In this Book

buy this book Buy This Book in Print
The German Patient takes an original look at fascist constructions of health and illness, arguing that the idea of a healthy "national body"---propagated by the Nazis as justification for the brutal elimination of various unwanted populations---continued to shape post-1945 discussions about the state of national culture. Through an examination of literature, film, and popular media of the era, Jennifer M. Kapczynski demonstrates the ways in which postwar German thinkers inverted the illness metaphor, portraying fascism as a national malady and the nation as a body struggling to recover. Yet, in working to heal the German wounds of war and restore national vigor through the excising of "sick" elements, artists and writers often betrayed a troubling affinity for the very biopolitical rhetoric they were struggling against. Through its exploration of the discourse of collective illness, The German Patient tells a larger story about ideological continuities in pre- and post-1945 German culture. Jennifer M. Kapczynski is Assistant Professor of Germanic Languages and Literatures at Washington University in St. Louis. She is the coeditor of the anthology A New History of German Cinema. Cover art: From The Murderers Are Among Us (1946). Reprinted courtesy of the Deutsche Kinemathek. "A highly evocative work of meticulous scholarship, Kapczynski's deftly argued German Patient advances the current revaluation of Germany's postwar reconstruction in wholly original and even exciting ways: its insights into discussions of collective sickness and health resonate well beyond postwar Germany." ---Jaimey Fischer, University of California, Davis "The German Patient provides an important historical backdrop and a richly specific cultural context for thinking about German guilt and responsibility after Hitler. An eminently readable and engaging text." ---Johannes von Moltke, University of Michigan "This is a polished, eloquently written, and highly informative study speaking to the most pressing debates in contemporary Germany. The German Patient will be essential reading for anyone interested in mass death, genocide, and memory." ---Paul Lerner, University of Southern California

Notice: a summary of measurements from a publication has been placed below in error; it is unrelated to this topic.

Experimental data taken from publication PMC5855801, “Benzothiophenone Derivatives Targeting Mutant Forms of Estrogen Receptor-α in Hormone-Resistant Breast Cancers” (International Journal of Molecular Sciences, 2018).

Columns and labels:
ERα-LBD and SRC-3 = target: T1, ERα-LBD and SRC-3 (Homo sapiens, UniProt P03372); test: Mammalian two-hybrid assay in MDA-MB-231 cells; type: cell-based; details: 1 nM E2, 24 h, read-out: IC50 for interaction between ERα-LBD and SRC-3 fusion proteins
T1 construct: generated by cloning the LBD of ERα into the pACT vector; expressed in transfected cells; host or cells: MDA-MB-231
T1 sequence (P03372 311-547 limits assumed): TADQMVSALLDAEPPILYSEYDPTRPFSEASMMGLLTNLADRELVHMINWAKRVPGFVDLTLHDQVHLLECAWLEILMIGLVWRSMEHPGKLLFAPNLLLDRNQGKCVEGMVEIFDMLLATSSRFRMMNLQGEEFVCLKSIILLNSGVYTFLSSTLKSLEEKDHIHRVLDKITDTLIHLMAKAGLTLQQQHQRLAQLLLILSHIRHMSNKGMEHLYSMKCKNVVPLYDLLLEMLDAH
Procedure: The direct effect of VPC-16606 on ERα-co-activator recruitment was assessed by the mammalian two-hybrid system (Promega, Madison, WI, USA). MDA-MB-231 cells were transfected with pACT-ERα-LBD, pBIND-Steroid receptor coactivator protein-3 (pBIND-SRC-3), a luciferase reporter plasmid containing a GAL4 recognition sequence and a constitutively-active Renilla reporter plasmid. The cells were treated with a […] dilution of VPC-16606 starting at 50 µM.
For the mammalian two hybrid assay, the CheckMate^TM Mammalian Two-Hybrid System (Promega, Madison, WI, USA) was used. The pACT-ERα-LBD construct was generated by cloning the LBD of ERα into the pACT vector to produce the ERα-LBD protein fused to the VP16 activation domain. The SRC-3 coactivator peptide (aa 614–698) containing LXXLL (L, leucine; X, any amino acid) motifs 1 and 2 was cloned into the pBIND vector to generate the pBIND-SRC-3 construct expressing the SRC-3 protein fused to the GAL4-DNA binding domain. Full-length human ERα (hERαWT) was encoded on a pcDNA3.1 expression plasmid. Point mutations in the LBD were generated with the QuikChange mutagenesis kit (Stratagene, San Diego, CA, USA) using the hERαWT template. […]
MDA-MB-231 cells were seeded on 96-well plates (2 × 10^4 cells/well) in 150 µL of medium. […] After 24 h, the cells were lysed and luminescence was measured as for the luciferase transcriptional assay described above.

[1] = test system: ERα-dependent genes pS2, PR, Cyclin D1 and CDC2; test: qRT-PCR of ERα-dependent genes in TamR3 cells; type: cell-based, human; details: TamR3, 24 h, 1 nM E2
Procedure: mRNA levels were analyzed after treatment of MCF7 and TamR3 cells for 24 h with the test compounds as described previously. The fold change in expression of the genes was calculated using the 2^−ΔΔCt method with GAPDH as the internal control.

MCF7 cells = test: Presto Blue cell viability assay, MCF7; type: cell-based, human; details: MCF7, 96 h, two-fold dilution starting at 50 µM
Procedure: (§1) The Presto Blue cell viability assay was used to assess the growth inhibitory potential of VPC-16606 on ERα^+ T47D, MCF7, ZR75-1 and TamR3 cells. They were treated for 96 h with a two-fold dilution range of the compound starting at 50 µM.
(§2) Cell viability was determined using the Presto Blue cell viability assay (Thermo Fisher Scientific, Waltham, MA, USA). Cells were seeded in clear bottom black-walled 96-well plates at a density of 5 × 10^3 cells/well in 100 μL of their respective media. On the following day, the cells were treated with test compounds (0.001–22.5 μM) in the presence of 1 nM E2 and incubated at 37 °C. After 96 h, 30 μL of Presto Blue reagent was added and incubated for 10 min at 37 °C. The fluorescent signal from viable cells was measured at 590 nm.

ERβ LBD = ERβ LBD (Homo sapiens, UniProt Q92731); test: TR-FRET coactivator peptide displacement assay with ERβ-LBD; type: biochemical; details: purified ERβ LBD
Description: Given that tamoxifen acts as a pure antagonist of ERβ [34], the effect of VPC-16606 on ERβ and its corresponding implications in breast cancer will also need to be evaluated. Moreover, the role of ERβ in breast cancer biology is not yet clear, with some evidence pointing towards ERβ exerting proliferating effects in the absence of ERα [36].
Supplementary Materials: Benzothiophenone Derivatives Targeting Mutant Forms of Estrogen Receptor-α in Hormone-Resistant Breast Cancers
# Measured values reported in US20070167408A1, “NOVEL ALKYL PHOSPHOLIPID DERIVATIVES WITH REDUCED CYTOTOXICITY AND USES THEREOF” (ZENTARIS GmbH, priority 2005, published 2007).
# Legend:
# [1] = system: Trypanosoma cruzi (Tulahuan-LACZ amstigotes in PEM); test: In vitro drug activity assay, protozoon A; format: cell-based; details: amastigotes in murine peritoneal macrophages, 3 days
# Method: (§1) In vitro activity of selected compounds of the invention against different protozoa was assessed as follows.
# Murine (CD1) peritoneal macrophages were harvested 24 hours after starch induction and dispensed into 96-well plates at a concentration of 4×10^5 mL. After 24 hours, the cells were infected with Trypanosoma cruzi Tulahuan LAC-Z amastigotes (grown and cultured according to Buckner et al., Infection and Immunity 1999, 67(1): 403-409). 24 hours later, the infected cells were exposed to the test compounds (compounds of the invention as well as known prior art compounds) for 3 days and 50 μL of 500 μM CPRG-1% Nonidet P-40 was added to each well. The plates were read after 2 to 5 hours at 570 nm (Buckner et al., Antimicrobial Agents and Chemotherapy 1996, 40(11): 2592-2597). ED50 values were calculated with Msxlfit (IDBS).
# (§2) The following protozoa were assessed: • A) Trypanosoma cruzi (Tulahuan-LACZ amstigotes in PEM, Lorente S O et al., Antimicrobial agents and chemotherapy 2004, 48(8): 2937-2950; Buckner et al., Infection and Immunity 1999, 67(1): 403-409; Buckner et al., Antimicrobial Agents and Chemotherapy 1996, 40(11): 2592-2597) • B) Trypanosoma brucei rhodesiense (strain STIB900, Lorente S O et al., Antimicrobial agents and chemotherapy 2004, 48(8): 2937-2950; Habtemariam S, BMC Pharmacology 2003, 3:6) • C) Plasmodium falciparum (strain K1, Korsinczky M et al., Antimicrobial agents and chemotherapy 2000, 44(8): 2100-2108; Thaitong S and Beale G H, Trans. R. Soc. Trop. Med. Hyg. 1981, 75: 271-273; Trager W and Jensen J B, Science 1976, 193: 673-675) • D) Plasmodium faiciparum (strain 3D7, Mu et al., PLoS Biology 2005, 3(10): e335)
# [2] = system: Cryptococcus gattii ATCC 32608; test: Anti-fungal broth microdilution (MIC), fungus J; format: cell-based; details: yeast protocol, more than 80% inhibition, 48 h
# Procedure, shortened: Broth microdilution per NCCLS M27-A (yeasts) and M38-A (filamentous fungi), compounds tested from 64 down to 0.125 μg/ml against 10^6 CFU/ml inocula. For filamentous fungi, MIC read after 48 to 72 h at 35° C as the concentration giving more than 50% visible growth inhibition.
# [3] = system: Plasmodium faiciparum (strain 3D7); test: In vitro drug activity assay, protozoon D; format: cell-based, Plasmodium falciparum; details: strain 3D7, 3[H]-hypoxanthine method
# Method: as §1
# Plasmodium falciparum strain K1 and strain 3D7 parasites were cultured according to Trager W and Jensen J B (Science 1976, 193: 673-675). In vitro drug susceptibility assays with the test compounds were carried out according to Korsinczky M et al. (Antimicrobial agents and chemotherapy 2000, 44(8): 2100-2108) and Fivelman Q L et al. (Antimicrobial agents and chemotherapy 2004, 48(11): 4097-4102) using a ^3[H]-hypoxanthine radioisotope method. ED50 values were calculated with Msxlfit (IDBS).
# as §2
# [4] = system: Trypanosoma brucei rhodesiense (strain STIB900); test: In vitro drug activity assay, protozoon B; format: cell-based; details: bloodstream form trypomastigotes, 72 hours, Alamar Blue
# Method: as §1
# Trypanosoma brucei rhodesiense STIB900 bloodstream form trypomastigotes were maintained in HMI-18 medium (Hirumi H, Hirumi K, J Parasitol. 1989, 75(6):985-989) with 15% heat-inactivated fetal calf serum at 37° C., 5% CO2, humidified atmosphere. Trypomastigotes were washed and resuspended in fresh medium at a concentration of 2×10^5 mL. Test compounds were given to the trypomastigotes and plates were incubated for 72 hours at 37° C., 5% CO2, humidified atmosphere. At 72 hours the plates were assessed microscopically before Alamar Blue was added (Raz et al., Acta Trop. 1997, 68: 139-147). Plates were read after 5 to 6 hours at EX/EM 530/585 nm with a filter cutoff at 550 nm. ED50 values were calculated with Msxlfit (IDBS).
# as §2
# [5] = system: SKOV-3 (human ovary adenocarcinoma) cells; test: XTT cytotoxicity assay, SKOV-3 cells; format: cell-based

Table of Contents

  1. Contents
  2. pp. viii-ix
  3. restricted access Download |
  1. Introduction: Healing Postwar Germany
  2. pp. 1-25
  3. restricted access Download |
  1. Chapter 1. Sick of Guilt
  2. pp. 26-74
  3. restricted access Download |
  1. Chapter 2. Regenerate Art
  2. pp. 75-117
  3. restricted access Download |
  1. Chapter 3. One Germany, in Sickness and in Health?
  2. pp. 118-162
  3. restricted access Download |
  1. Chapter 4. A Failed Cure
  2. pp. 163-197
  3. restricted access Download |
  1. Epilogue: The Patient Lives
  2. pp. 198-206
  3. restricted access Download |
  1. Notes
  2. pp. 207-238
  3. restricted access Download |
  1. Works Cited
  2. pp. 239-252
  3. restricted access Download |
  1. Index
  2. pp. 253-272
  3. restricted access Download |

Additional Information

Related ISBN
MARC Record
Launched on MUSE
Open Access
Back To Top

This website uses cookies to ensure you get the best experience on our website. Without cookies your experience may not be seamless.